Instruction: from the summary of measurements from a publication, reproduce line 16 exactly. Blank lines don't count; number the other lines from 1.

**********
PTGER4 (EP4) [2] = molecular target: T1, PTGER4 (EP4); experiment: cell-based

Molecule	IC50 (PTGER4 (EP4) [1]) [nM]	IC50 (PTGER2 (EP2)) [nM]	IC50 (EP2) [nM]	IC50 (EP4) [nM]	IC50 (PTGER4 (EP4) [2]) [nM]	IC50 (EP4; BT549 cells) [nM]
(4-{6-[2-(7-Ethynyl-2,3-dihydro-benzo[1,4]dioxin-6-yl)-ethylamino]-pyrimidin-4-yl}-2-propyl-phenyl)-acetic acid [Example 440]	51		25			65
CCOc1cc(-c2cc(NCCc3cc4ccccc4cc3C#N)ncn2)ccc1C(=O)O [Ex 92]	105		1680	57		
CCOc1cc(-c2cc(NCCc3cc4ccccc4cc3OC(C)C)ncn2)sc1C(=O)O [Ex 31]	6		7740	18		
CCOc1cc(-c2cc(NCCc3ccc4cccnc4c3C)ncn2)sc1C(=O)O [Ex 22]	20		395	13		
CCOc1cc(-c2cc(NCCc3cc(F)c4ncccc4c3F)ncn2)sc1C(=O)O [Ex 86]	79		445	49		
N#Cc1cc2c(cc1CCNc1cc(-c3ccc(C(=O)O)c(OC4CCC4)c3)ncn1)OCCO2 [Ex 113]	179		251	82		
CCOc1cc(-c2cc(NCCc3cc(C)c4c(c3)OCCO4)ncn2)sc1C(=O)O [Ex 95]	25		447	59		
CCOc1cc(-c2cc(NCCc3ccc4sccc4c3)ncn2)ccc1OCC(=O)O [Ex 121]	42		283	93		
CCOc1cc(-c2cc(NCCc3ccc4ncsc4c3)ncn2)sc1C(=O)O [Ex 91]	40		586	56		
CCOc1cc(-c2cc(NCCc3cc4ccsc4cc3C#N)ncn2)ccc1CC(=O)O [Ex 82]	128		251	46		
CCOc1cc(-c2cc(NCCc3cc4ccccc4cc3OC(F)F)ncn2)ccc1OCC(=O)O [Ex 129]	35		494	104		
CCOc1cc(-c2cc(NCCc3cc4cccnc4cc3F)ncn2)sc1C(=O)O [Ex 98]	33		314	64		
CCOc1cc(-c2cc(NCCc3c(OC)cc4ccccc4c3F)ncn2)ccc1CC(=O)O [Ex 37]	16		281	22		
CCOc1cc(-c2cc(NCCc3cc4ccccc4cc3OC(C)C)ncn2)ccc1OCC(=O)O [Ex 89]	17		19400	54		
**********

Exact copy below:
CCOc1cc(-c2cc(NCCc3cc4ccccc4cc3OC(C)C)ncn2)ccc1OCC(=O)O [Ex 89]	17		19400	54		